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For Dolphins, "Talking Helps Teamwork
Grassy Key… Whether in the open oceans or in a marine mammal facility, dolphins are often seen teaming up for various activities. A new study from researchers at Dolphin Research Center (DRC) in the Florida Keys and the University of Bristol in the United Kingdom, shows that when dolphins communicate vocally with each other, they cooperate better. "Talking" helps their teamwork.
“We knew from our previous cooperation study that the dolphins could coordinate precisely, so now we wanted to look at how they did it,” said Dr. Kelly Jaakkola, Director of Research for Dolphin Research Center.
To explore this question, the researchers created a task where pairs of DRC bottlenose dolphins had to swim across a lagoon and press their own underwater buttons within one second of each other. To make things even more difficult, sometimes the dolphins were sent to their buttons at different times, and sometimes the buttons were positioned so the dolphins couldn’t see each other. Underwater microphones (hydrophones) recorded the dolphins’ communication during each trial. “If you and I wanted to do something at the same time, we would probably coordinate verbally - like ‘one, two, three, go’. The question here was whether the dolphins would also use vocal communication to coordinate,” Jaakkola added.
The results showed that communication mattered. The dolphin pairs accomplished their tasks with high rates of success, coordinating most precisely when they whistled to each other. The timing of their communication was also important, as shown by the fact that they were more likely to succeed if they pushed their buttons after the last whistle.
This study furthers understanding of the role that communication plays in facilitating cooperation in animal societies. Dr. Stephanie King from the University of Bristol noted that, “The data show that some dolphins can use vocal communication to actively coordinate their cooperative behavior.” In field studies conducted in Shark Bay, Australia, King and her colleagues observe that, “Bottlenose dolphins cooperate extensively in the wild. Experimental studies like this one provide key insight into how they do it.”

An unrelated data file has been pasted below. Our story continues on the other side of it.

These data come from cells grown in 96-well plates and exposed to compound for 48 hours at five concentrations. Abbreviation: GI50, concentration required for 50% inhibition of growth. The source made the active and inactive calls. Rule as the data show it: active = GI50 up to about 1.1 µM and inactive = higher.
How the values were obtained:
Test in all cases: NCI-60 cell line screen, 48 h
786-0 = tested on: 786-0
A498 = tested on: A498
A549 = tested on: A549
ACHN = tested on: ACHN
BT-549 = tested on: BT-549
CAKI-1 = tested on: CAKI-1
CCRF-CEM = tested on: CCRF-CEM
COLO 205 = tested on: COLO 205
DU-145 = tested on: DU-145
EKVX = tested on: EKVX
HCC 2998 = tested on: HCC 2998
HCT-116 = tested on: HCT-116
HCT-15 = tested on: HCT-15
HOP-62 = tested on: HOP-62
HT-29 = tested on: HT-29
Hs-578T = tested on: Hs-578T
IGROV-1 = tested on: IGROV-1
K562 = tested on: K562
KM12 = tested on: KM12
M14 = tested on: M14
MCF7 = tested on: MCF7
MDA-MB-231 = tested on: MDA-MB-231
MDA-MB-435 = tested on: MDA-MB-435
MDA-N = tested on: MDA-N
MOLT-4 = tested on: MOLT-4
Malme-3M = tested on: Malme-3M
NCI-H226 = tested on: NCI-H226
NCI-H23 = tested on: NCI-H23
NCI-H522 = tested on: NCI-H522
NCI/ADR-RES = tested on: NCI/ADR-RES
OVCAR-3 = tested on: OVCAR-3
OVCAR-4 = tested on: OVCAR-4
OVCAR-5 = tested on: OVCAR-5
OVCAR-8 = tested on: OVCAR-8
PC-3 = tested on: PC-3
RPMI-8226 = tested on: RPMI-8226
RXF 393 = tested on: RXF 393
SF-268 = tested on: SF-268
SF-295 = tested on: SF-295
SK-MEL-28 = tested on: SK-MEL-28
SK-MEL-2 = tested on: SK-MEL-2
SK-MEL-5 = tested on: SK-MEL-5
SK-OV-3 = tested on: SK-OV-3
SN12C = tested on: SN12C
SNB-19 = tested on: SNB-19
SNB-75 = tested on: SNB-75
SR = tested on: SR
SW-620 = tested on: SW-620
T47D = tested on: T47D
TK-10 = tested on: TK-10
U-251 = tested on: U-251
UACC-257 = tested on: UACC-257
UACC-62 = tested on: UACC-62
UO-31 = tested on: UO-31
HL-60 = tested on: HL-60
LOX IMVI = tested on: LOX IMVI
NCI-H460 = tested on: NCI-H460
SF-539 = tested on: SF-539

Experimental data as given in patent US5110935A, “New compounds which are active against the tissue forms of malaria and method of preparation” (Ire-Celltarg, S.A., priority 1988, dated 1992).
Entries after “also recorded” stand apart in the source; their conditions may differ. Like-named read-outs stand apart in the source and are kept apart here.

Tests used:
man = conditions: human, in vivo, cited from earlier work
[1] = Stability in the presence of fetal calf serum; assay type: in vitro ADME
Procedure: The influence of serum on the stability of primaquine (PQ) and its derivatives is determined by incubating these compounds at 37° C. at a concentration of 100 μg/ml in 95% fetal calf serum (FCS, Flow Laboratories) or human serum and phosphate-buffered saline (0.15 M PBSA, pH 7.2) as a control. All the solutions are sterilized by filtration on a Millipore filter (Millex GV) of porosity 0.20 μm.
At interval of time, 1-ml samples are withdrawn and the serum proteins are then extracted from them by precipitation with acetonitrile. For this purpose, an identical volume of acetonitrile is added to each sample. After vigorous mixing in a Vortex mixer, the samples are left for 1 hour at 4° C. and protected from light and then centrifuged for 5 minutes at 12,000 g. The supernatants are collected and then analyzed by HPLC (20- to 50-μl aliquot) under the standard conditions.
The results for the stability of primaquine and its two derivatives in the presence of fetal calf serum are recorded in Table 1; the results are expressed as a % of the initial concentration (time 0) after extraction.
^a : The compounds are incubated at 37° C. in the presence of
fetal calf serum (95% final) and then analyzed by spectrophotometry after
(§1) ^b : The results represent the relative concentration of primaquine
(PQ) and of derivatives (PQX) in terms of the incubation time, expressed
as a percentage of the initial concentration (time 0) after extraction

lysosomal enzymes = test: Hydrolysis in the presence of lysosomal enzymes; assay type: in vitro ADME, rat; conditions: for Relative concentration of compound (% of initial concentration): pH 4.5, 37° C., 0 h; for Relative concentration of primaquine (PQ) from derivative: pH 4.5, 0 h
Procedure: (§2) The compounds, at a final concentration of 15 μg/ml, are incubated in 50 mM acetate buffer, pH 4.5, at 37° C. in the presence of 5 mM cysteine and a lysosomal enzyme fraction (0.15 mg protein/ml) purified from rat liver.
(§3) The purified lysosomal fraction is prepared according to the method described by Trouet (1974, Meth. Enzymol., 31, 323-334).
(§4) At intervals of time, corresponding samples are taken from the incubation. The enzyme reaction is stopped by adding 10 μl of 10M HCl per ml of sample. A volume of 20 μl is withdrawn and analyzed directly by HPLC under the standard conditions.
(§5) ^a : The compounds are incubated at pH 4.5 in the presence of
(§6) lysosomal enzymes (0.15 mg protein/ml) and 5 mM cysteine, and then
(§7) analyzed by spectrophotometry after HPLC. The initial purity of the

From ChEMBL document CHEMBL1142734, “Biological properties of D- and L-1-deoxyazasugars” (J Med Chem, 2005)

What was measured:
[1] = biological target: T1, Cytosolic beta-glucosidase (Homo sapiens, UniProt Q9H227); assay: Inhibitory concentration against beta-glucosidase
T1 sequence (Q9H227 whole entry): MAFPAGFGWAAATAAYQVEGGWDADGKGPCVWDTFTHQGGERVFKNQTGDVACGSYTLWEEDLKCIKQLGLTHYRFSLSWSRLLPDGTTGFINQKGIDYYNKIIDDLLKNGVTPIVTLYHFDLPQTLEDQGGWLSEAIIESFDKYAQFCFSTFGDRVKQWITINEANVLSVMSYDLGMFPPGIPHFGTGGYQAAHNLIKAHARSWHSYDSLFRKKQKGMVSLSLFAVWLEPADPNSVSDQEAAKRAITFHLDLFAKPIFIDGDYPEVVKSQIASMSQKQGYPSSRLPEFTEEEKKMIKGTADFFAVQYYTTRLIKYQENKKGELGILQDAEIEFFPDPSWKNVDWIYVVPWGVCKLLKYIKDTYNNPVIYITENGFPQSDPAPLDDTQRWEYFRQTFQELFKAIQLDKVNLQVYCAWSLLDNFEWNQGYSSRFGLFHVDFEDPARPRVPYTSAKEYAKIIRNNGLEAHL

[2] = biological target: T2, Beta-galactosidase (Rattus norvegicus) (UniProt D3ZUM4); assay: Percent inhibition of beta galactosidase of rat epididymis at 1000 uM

The study is published in Royal Society Open Science, 8, 202073, a research journal of The Royal Society, a Fellowship of the world’s most prominent scientists and the oldest scientific academy in continuous existence. It was supported by a grant from Jim and Marjorie Sanger to Dolphin Research Center; Dr. King was supported by The Branco Weiss Fellowship-Society in Science.
Founded in 1984, Dolphin Research Center is a nonprofit organization, and home to bottlenose dolphins and California sea lions. Located at 58901 (mile marker 59) Overseas Highway, Grassy Key, Florida, the center is open daily for the public to see narrated behavior sessions and educational presentations, and to participate in interactive programs. The center is funded by admission and program fees as well as by private donors and members. In addition to being one of the most highly respected education and research facilities in the world, DRC is an accredited member of the Alliance of Marine Mammal Parks and Aquariums and the International Marine Animal Trainers Association. For more information, visit www.dolphins.org.
Citation: King, S.L., Guarino, E., Donegan, K., McMullen, C., & Jaakkola, K. (2021) Evidence that bottlenose dolphins can communicate with vocal signals to solve a cooperative task. Royal Society Open Science, 8, 202073.